Phone-Based Care Helps Treat Panic, Anxiety Disorders
Intervention by non-mental health professionals reduces symptoms, improves quality of life
FRIDAY, Dec. 9 (HealthDay News) -- The use of phone-based collaborative intervention by non-mental health professionals in the primary care setting is more effective in treating panic disorder and generalized anxiety disorder than usual physician care, according to a study published in the December issue of the Archives of General Psychiatry.
Bruce L. Rollman, M.D., of the University of Pittsburgh, and colleagues conducted a randomized controlled trial of 191 patients at four Pittsburgh primary care practices. Overall, 116 patients were assigned to a telephone-based care management intervention and 75 patients and their physicians were simply given notification of their condition.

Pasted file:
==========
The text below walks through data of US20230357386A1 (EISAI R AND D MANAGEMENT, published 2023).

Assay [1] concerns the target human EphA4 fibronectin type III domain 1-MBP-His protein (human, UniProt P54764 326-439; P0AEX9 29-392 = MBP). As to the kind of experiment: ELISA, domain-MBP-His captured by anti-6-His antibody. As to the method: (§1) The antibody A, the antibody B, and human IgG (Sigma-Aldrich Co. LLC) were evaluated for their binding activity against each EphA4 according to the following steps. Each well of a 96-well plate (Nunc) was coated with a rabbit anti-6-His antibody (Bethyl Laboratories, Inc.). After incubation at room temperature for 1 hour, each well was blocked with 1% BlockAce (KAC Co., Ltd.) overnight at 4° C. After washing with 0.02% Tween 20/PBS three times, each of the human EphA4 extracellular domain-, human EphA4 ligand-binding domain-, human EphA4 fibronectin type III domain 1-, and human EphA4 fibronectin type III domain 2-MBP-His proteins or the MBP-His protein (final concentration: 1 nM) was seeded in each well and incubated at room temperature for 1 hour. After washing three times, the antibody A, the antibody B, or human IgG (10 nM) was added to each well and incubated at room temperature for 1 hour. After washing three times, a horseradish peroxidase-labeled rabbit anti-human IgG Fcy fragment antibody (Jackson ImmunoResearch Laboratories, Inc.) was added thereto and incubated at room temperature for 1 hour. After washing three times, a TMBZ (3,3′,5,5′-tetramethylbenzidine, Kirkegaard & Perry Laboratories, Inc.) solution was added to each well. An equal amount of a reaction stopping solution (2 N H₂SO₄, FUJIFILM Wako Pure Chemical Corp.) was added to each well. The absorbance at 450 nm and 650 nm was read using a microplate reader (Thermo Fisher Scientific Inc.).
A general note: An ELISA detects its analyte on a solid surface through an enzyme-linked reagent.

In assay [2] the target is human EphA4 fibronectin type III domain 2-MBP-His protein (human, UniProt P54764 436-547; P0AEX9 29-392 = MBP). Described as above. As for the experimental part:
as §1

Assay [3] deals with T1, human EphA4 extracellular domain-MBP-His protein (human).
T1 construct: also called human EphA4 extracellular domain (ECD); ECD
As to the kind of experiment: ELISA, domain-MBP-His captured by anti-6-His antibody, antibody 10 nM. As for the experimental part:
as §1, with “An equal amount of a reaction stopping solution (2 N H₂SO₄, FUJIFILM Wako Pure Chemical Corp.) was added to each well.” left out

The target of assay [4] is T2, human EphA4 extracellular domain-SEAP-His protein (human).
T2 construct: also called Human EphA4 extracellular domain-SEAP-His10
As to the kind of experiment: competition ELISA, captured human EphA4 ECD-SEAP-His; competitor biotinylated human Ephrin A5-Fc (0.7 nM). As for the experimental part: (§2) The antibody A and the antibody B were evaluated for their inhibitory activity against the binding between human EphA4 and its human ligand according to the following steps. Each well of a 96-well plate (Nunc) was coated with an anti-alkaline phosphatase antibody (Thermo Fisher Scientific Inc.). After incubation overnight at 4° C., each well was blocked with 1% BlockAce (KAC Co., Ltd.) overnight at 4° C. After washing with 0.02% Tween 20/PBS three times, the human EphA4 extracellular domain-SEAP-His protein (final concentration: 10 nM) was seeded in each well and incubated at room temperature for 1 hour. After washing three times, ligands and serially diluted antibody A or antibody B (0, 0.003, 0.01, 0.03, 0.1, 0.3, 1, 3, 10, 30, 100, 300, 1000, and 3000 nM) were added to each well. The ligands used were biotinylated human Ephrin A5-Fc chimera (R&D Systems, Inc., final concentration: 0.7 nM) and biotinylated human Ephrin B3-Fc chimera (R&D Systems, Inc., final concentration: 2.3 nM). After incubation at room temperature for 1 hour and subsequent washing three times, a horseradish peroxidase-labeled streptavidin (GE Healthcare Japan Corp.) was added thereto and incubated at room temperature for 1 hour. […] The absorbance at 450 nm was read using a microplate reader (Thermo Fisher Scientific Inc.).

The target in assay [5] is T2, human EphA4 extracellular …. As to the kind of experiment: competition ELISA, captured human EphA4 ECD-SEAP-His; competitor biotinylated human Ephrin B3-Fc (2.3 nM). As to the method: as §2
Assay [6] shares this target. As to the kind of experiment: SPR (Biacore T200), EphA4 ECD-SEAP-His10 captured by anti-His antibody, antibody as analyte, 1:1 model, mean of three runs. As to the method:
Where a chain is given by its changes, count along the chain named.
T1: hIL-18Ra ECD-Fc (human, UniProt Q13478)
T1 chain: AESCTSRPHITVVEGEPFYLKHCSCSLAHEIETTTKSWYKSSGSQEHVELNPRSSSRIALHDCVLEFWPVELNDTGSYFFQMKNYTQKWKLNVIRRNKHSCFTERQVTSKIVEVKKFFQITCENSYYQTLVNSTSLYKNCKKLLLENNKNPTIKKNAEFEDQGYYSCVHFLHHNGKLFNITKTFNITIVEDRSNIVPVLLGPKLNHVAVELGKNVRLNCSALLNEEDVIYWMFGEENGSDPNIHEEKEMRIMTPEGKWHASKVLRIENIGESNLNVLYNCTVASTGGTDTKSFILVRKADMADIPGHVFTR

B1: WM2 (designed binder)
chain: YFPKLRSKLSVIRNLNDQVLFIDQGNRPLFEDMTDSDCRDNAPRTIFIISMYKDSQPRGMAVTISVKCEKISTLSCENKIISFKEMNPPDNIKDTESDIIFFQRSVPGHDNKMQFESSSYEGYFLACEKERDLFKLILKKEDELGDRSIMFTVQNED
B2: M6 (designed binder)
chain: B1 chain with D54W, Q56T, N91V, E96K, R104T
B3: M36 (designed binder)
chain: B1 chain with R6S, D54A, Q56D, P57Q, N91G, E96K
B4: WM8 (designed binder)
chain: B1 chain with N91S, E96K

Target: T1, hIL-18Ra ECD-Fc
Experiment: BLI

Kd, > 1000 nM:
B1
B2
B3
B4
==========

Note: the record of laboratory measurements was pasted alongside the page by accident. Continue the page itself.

Those in the intervention group were contacted by non-mental health professionals who gave psychoeducation, ascertained the patients' preferences in terms of primary care, monitored their response to treatment and kept their physicians informed of their progress and preferences using an electronic medical record system.
By 12 months, patients in the intervention group reported reduced anxiety and depression, improved mental health-related quality of life and fewer days' absence from work compared to the patients in the usual care group. "Moreover, the intervention was effective within naturalistic practice conditions," the authors conclude.